Driving off to work after attending the early Mass at Carmel, I saw a giant pint of beer floating in the sky - no, I hadn't had an attack of the D.T.'s; to-day is Launceston's "premier social event" (as The Examiner put it this morning), the Launceston Cup, and presumably said cunning balloon was an advertisement (how inappropriate given our local newspaper also reporting on various places of refreshment deciding to close early rather than deal with rude inebriates "partying on" after the races).
Furthermore, this afternoon, having left work, I was breathalysed on the way home by a posse of police (and of course was let pass on my lawful way); later, once I'd bought a coffee and read a few other newspapers (I like to read the Herald-Sun and The Australian, plus occasionally The Mercury - Hobart's daily), upon leaving the café to go back to my car I saw a policewoman dealing with two young ladies, all tizzed up for the Cup, who were sitting on the asphalt looking rather the worse for wear (I trust they'll be alright). How glad I am my place of work did not close for the half-day holiday!
What a contrast between the worthily revered solemnities of fasting begun this day with appropriate piety, that the great race be run with secure devotion by the faithful who beg God's aid (cf. Collect of Ash Wednesday), and the gaudy, even tawdry glitter of a provincial racemeeting with its associated excessive imbibing, constituting one trusts at best some innocent pastime - what a contrast between the sacred and the secular. There were about 40-odd laity at Carmel for the 7.30am sung Mass (the carpark was overflowing); who knows what crowds were at the racetrack this afternoon?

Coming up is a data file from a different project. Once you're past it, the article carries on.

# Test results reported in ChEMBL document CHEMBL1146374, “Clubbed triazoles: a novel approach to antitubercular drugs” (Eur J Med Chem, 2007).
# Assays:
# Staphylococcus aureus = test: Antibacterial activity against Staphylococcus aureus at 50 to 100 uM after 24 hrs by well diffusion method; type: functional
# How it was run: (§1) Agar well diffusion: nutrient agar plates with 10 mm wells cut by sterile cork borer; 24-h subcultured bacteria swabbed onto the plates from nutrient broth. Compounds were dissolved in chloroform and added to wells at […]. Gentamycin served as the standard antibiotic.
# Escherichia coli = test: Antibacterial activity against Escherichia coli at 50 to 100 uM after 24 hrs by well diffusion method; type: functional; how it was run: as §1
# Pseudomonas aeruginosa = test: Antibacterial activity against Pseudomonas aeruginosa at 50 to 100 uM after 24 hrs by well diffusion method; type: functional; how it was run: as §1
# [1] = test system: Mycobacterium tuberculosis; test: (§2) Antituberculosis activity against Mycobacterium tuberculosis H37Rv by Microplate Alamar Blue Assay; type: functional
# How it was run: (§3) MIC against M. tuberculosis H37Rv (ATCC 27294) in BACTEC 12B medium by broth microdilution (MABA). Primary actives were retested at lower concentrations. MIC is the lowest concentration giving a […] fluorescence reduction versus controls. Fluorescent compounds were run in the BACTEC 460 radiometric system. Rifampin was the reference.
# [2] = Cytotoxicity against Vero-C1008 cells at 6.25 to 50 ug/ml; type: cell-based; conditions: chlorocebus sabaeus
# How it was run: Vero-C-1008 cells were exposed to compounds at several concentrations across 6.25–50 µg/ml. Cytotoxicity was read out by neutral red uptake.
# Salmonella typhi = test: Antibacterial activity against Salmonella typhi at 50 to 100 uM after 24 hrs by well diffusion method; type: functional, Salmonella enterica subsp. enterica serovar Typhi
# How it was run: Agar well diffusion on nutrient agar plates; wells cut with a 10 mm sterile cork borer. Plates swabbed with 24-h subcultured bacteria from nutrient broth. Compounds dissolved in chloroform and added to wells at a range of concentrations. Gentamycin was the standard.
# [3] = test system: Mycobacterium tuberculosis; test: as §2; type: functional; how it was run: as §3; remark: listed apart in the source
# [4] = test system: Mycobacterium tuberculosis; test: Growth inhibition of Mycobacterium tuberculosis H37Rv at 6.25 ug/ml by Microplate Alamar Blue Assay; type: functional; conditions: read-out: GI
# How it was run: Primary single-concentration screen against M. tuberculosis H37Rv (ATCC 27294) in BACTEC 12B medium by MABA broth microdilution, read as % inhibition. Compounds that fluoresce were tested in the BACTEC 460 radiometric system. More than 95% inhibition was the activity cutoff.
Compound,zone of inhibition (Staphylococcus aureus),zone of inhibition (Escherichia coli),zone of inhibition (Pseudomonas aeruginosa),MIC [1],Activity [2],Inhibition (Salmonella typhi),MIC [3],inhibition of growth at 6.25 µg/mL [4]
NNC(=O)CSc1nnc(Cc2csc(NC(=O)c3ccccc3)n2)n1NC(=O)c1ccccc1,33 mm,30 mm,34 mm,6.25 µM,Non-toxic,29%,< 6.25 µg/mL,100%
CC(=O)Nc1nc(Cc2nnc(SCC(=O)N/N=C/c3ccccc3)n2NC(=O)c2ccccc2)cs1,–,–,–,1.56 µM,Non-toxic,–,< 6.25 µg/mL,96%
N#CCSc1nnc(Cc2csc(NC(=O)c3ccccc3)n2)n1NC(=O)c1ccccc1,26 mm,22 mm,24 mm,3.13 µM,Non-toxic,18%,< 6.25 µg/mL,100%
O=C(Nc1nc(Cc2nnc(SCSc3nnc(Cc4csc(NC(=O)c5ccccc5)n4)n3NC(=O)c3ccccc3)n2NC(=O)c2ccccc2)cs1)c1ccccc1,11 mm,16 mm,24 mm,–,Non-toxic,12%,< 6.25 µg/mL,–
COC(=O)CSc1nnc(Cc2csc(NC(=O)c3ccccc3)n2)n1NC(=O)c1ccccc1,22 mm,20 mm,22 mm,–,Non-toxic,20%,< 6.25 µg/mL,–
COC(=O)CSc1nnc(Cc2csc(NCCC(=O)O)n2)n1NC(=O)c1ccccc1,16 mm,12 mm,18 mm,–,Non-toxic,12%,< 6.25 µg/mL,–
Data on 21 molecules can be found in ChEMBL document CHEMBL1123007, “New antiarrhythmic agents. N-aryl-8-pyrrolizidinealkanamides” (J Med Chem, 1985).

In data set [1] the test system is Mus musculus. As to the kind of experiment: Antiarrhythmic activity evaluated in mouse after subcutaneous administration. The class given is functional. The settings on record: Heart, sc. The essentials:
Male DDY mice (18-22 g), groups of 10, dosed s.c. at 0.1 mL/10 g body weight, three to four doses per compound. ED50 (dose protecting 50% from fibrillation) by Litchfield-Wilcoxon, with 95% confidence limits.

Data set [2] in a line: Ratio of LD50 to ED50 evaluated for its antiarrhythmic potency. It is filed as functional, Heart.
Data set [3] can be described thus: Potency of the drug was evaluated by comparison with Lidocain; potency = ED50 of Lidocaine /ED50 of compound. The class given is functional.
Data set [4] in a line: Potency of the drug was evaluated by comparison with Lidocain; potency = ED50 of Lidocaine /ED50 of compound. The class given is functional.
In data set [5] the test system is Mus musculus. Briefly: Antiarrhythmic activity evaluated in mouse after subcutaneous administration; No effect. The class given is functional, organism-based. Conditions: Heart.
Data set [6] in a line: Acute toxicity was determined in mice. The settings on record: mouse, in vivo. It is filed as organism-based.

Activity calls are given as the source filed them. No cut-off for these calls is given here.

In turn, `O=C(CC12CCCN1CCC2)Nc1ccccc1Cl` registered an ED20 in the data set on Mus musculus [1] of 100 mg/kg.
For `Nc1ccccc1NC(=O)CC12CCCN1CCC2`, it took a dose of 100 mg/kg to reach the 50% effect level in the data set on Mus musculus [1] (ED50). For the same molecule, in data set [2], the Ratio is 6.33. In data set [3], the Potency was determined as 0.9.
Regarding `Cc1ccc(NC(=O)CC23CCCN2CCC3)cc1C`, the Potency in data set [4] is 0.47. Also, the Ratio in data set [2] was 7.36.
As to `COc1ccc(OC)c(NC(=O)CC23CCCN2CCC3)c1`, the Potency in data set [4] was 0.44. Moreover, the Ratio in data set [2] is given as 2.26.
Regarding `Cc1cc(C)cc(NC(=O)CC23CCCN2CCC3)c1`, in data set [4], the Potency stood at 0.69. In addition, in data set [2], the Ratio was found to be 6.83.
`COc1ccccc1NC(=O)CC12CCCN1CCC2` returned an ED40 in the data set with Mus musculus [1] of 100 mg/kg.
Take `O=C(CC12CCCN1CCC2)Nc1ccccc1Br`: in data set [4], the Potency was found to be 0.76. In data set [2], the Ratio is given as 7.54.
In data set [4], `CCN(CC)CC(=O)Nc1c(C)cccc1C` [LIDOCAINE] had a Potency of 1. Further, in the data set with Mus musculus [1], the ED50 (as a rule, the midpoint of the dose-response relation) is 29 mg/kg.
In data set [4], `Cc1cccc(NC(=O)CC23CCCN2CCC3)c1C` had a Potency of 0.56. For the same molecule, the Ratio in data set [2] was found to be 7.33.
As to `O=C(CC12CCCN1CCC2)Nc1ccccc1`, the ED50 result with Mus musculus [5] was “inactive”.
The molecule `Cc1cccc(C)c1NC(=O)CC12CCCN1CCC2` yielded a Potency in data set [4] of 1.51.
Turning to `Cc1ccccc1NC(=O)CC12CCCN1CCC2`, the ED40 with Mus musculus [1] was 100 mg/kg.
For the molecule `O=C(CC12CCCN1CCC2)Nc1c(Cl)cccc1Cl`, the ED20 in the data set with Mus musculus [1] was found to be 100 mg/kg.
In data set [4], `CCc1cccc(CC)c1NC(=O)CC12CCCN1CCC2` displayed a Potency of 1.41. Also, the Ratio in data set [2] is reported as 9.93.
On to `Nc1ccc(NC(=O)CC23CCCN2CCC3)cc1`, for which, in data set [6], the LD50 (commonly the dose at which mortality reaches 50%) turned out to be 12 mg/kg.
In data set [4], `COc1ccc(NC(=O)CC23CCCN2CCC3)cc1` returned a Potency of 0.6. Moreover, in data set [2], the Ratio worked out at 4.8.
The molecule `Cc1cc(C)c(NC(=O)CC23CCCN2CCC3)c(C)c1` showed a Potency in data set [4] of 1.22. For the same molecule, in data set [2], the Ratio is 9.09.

"A vain hope for safety is the horse; despite its power, it cannot save." (Ps 32:17) "Some trust in chariots or horses, but we in the Name of the Lord." (Ps 19:8) - How wise is David! And how wise, Solomon:
Vanitas vanitatum, et omnia vanitas.
(Ecclesiastes i, 2 & xii, 8)
Perhaps it would be wise for this phrase to be in our minds as we receive the blessed penitential ashes at the liturgy this solemn day: "Vanity of vanities, and all is vanity".
I recall that Jeremy Taylor, or some such Anglican Divine, recommended the reading of Ecclesiastes (or St Gregory the Wonderworker's metaphrase thereof) for Lent, as a healthful antidote to the drugging effect of the vain pomps of our passing world: we ought wake up to what's really real, and what is but mist and shadow.
The last verses of Ecclesiastes (xii, 13-14):
Let us all hear together the conclusion of the discourse. Fear God, and keep His commandments: for this is all [i.e., the whole business and duty of] man: and all things that are done, God will bring into judgement for every error, whether it be good or evil.